Fairy Tales; Their Origin and Meaning by John Thackray Bunce

I did a search on the word “Fairy” at Project Gutenberg the other day and came across the book: Fairy Tales; Their Origin and Meaning by John Thackray Bunce, originally published in the late 1800’s. Here is some wonderful text from the beginning of the book:

We are going into Fairy Land for a little while, to see what we can find there to amuse and instruct us this Christmas time. Does anybody know the way? There are no maps or guidebooks, and the places we meet with in our workaday world do not seem like the homes of the Fairies. Yet we have only to put on our Wishing Caps, and we can get into Fairy Land in a moment. The house-walls fade away, the winter sky brightens, the sun shines out, the weather grows warm and pleasant; flowers spring up, great trees cast a friendly shade, streams murmur cheerfully over their pebbly beds, jewelled fruits are to be had for the trouble of gathering them; invisible hands set out well-covered dinner-tables, brilliant and graceful forms flit in and out across our path, and we all at once find ourselves in the midst of a company of dear old friends whom we have known and loved ever since we knew anything.

“There are no maps or guidebooks, and the places we meet with in our workaday world do not seem like the homes of the Fairies. Yet we have only to put on our Wishing Caps, and we can get into Fairy Land in a moment.” – That’s the feeling I want to capture in my novel. That encapsulates it right there.  The whole idea of escaping our mundane world to a world of magic, that’s what reading is all about to me.  That’s what I want the reader to feel when they pick up something I have written.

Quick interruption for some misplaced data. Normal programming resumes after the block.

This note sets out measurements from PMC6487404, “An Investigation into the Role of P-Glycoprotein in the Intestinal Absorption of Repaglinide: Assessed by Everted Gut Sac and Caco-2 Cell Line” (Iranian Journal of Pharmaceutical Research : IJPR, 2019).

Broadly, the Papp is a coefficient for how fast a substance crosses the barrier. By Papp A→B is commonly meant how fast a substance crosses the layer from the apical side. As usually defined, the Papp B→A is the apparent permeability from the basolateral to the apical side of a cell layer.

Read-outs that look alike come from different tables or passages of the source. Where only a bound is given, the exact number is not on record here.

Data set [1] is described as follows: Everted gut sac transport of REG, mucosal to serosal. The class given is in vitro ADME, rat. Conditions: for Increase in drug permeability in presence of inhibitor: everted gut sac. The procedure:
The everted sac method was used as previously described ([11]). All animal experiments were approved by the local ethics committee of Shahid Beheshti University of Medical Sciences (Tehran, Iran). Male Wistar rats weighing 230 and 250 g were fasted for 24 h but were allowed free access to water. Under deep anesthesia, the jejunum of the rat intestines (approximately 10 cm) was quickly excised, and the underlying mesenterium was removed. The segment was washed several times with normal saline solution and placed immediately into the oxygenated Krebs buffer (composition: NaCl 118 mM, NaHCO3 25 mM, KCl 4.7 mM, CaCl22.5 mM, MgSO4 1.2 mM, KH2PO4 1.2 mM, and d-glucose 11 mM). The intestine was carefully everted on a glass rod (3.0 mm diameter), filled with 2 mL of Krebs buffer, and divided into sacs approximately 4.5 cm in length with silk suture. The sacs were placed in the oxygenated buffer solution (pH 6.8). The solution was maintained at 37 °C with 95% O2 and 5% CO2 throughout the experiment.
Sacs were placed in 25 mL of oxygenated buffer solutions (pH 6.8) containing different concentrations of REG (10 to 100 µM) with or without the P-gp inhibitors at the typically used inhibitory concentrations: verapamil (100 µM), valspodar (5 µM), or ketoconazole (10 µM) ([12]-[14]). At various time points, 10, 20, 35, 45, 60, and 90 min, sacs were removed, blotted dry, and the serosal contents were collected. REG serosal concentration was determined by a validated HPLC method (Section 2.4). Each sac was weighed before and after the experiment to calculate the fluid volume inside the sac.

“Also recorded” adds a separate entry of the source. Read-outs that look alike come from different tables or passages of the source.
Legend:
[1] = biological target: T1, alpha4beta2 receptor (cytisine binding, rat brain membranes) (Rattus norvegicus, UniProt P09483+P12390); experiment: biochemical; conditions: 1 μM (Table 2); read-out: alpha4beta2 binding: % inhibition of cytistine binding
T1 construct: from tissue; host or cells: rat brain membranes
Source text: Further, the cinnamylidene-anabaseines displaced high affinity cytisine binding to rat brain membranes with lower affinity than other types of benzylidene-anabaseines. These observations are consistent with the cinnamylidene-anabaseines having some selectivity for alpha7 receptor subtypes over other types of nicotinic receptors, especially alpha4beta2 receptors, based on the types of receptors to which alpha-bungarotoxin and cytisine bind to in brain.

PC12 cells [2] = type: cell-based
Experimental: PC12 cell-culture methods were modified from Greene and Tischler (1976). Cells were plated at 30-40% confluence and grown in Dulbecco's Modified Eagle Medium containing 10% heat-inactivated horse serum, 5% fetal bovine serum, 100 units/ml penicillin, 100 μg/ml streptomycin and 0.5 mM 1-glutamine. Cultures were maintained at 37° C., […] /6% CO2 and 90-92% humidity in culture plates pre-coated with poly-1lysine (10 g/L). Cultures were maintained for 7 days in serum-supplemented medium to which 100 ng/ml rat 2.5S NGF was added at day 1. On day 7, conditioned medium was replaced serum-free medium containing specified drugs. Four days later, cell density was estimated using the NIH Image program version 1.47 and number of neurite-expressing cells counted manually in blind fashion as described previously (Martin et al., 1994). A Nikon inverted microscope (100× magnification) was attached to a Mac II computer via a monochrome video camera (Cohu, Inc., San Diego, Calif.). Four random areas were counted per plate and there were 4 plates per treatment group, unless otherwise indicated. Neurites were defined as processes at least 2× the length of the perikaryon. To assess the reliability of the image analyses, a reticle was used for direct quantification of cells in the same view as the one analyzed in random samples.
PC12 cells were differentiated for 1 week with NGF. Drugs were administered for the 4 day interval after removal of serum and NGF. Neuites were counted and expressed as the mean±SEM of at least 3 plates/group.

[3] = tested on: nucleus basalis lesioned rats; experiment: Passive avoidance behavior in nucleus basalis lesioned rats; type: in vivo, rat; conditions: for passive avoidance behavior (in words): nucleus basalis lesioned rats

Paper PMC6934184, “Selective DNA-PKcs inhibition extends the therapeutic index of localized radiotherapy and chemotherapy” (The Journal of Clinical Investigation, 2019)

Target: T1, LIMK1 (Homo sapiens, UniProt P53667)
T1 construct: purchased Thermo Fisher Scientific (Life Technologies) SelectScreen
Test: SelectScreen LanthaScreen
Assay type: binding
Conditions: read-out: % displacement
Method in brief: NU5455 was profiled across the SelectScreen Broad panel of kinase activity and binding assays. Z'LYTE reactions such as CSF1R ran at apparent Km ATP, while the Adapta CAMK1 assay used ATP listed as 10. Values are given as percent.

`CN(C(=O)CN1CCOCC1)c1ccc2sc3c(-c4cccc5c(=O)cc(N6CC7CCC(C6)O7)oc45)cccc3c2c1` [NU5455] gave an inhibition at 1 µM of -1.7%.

3 thoughts on “Fairy Tales; Their Origin and Meaning by John Thackray Bunce

  1. A worthy goal!

    Have you ever read about how the Victorians shaped fairy tale? I reviewed an essay last year for a Dickens Studies journal on the topic and found it quite intriguing. The essay (written by Molly Clark Hillard) contended that the Victorians sanitized the various versions of “fairies” such as the terrifying fairies of folk tales, hobgoblins, and laboring house sprites. The Victorians associated fairies with a vanishing rural past and since they were nostalgic about what they were losing during the Industrial Revolution, they coopted fairies into their attempts to idealize the past.

    I know. Pretty heavy comment to post on someone’s blog!

    I was just thinking, though, about escapism and fairies and fantasy worlds, and it seemed relevant. In today’s world, I think we are still nostalgic for what we imagine we’ve lost (whether it really ever existed or not is open to debate). I find it interesting that you are writing a fairy tale. It seems somehow fitting.

    Good luck.

  2. That’s a great way to look at it – a world with no map or guidebooks. A place where you have to find your own way, instead of following the route of someone before you.

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